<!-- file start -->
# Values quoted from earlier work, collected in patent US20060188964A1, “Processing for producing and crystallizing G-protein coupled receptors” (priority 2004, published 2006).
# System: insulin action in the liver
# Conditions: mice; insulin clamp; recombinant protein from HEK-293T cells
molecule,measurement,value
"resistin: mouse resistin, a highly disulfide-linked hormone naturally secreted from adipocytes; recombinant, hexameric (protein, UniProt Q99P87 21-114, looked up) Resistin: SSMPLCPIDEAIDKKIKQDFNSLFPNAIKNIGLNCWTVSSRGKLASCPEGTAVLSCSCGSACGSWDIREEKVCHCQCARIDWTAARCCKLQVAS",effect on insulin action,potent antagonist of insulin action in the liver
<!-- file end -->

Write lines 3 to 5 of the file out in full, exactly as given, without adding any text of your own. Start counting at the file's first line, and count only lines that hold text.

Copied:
# Conditions: mice; insulin clamp; recombinant protein from HEK-293T cells
molecule,measurement,value
"resistin: mouse resistin, a highly disulfide-linked hormone naturally secreted from adipocytes; recombinant, hexameric (protein, UniProt Q99P87 21-114, looked up) Resistin: SSMPLCPIDEAIDKKIKQDFNSLFPNAIKNIGLNCWTVSSRGKLASCPEGTAVLSCSCGSACGSWDIREEKVCHCQCARIDWTAARCCKLQVAS",effect on insulin action,potent antagonist of insulin action in the liver